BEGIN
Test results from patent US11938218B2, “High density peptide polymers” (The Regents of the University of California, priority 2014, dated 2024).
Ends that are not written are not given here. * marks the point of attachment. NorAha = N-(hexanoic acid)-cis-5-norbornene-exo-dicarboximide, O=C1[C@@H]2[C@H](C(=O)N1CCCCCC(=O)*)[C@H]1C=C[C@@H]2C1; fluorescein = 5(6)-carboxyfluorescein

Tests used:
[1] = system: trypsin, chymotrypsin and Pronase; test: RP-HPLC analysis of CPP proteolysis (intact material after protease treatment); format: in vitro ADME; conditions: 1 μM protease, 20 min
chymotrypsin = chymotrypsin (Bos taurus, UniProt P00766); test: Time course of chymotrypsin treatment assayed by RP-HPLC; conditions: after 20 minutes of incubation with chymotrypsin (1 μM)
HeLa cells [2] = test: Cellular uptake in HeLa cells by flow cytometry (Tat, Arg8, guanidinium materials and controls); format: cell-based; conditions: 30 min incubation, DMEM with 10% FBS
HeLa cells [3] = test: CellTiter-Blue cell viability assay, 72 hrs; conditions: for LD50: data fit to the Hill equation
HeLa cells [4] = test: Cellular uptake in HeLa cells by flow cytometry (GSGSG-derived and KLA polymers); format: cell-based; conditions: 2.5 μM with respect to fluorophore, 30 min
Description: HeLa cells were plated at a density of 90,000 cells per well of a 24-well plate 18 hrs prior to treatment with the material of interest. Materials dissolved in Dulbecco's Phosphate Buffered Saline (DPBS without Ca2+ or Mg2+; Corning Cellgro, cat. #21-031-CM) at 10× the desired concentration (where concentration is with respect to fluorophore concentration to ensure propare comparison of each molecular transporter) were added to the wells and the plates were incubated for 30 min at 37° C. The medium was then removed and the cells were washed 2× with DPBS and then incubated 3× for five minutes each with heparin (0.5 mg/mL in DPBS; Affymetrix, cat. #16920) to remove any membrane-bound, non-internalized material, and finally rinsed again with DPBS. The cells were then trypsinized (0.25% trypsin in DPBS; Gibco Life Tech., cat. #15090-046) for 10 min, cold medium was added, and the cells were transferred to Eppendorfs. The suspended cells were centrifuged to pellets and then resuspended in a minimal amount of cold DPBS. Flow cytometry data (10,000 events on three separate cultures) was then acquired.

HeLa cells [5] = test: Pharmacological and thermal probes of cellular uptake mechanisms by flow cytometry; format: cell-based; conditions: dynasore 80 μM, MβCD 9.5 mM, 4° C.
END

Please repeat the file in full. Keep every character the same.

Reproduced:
Test results from patent US11938218B2, “High density peptide polymers” (The Regents of the University of California, priority 2014, dated 2024).
Ends that are not written are not given here. * marks the point of attachment. NorAha = N-(hexanoic acid)-cis-5-norbornene-exo-dicarboximide, O=C1[C@@H]2[C@H](C(=O)N1CCCCCC(=O)*)[C@H]1C=C[C@@H]2C1; fluorescein = 5(6)-carboxyfluorescein

Tests used:
[1] = system: trypsin, chymotrypsin and Pronase; test: RP-HPLC analysis of CPP proteolysis (intact material after protease treatment); format: in vitro ADME; conditions: 1 μM protease, 20 min
chymotrypsin = chymotrypsin (Bos taurus, UniProt P00766); test: Time course of chymotrypsin treatment assayed by RP-HPLC; conditions: after 20 minutes of incubation with chymotrypsin (1 μM)
HeLa cells [2] = test: Cellular uptake in HeLa cells by flow cytometry (Tat, Arg8, guanidinium materials and controls); format: cell-based; conditions: 30 min incubation, DMEM with 10% FBS
HeLa cells [3] = test: CellTiter-Blue cell viability assay, 72 hrs; conditions: for LD50: data fit to the Hill equation
HeLa cells [4] = test: Cellular uptake in HeLa cells by flow cytometry (GSGSG-derived and KLA polymers); format: cell-based; conditions: 2.5 μM with respect to fluorophore, 30 min
Description: HeLa cells were plated at a density of 90,000 cells per well of a 24-well plate 18 hrs prior to treatment with the material of interest. Materials dissolved in Dulbecco's Phosphate Buffered Saline (DPBS without Ca2+ or Mg2+; Corning Cellgro, cat. #21-031-CM) at 10× the desired concentration (where concentration is with respect to fluorophore concentration to ensure propare comparison of each molecular transporter) were added to the wells and the plates were incubated for 30 min at 37° C. The medium was then removed and the cells were washed 2× with DPBS and then incubated 3× for five minutes each with heparin (0.5 mg/mL in DPBS; Affymetrix, cat. #16920) to remove any membrane-bound, non-internalized material, and finally rinsed again with DPBS. The cells were then trypsinized (0.25% trypsin in DPBS; Gibco Life Tech., cat. #15090-046) for 10 min, cold medium was added, and the cells were transferred to Eppendorfs. The suspended cells were centrifuged to pellets and then resuspended in a minimal amount of cold DPBS. Flow cytometry data (10,000 events on three separate cultures) was then acquired.

HeLa cells [5] = test: Pharmacological and thermal probes of cellular uptake mechanisms by flow cytometry; format: cell-based; conditions: dynasore 80 μM, MβCD 9.5 mM, 4° C.